Reflections on Wimbledon and why Andy Murray’s US Open win was a greater achievement

Two days on from Andy Murray’s momentous win and I was out for a walk in the summer sun.  While I was walking I thought again about the Wimbledon championships away from the hysteria of the media coverage.

Andy Murray’s win was of course a huge event for British sport in a historical context being the first Wimbledon men’s singles win by a Briton for 77  years. This does however seem to have gone to the heads of some of the sports writers and reporters.  Some of them are talking about it being the greatest single sporting achievement by a Briton ever.  I don’t think it was even Murray’s greatest.  It may have been more significant to the British than his wins at the Olympics and the US Open but it was much easier if you look at who he had to beat. He faced Novak Djokovic in each tournament but in the Olympic he also played reigning Wimbledon champion Federer in the final. At the US Open he also played the number six seed and two other players seeded in the top 16. At Wimbledon this year the highest ranked player he met apart from Djokovic was seeded 20th. He benefited greatly from the exits of Federer, Nadal, Cilic and Tsonga in his part of the draw. I still think he would have beaten them but it certainly made life easier.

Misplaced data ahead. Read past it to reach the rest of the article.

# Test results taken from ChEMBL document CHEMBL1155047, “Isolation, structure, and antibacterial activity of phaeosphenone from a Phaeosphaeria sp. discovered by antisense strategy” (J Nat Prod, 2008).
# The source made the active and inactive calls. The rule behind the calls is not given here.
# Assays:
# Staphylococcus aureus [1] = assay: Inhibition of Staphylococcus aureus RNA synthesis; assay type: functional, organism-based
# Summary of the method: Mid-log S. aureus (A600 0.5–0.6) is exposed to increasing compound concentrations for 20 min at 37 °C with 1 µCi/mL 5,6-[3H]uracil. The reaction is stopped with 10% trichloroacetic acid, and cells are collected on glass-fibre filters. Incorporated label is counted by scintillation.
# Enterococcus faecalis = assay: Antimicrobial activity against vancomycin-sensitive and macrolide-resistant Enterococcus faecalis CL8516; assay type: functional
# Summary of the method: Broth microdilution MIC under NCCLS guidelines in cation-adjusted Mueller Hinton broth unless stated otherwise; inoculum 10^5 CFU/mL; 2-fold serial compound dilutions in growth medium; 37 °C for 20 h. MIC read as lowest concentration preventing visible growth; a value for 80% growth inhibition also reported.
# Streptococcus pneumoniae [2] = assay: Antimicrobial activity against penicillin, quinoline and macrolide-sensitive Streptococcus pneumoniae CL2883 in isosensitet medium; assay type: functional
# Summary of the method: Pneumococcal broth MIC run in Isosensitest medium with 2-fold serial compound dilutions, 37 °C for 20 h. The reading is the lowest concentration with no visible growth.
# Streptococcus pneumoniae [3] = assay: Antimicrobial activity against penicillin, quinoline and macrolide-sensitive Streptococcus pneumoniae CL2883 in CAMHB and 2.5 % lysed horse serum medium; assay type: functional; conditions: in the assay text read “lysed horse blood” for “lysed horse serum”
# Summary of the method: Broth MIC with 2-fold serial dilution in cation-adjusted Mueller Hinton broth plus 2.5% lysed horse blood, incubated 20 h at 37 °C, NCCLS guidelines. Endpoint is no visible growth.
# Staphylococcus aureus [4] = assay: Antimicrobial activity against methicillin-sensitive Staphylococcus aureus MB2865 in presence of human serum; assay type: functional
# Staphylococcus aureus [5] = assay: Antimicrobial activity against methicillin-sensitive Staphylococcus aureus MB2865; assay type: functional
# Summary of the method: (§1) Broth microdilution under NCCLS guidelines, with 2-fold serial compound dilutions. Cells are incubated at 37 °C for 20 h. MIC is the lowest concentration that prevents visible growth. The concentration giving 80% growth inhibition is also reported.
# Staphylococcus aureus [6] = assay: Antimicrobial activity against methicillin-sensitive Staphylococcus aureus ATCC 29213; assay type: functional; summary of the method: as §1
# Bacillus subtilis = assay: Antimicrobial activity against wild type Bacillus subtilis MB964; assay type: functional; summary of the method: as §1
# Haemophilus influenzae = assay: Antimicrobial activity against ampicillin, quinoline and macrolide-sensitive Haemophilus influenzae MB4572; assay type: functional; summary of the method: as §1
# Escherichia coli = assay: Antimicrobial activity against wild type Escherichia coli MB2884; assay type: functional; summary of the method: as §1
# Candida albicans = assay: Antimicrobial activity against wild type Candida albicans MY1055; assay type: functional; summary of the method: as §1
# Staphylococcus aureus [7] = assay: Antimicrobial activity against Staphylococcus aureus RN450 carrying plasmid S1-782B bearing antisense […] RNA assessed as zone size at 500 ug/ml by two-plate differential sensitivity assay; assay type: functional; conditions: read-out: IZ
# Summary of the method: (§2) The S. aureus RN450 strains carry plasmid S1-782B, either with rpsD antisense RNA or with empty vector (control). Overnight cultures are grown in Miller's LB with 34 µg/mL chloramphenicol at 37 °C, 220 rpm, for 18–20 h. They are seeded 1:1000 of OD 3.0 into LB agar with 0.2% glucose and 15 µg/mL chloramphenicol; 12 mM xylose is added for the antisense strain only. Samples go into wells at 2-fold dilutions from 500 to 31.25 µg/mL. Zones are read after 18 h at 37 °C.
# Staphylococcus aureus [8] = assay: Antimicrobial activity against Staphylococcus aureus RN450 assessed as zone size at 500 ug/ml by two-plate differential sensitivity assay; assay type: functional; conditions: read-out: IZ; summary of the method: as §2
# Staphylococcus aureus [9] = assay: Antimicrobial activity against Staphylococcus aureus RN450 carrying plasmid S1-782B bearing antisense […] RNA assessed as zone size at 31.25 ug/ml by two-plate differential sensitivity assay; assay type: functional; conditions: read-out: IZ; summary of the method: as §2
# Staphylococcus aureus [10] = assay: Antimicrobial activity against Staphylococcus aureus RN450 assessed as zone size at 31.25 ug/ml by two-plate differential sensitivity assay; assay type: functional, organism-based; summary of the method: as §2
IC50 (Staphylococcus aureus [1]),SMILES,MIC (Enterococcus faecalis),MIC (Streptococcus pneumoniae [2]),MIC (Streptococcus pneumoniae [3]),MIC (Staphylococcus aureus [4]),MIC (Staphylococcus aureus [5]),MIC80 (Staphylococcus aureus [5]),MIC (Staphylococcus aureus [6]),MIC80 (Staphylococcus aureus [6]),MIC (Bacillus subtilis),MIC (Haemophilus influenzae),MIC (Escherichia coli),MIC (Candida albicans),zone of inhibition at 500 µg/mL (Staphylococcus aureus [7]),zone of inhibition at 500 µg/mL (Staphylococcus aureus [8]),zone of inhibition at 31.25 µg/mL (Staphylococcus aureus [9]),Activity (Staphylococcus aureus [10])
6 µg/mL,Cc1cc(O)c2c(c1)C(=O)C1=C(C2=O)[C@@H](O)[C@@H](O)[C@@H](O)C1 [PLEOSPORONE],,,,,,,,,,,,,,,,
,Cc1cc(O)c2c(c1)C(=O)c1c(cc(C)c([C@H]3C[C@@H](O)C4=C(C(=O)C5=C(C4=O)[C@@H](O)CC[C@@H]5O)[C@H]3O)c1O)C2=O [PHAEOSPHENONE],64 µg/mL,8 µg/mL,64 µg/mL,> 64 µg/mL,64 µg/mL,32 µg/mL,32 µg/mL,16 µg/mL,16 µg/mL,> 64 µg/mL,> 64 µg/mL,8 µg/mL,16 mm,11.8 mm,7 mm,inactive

Apart from Murray’s triumph the main talking point of the fortnight was the early departure of so many big names. Nadal went out in the first round of a Grand Slam for the first time. He seems vulnerable early on at Wimbledon. However, if he gets through the first two rounds and gets used to the courts I can still see him challenging, injuries permitting. Federer seems to be in decline. Wimbledon had appeared to be his best chance of another Grand Slam but even that now looks hard for him. he is now out of the top four which makes the draw even harder for him potentially.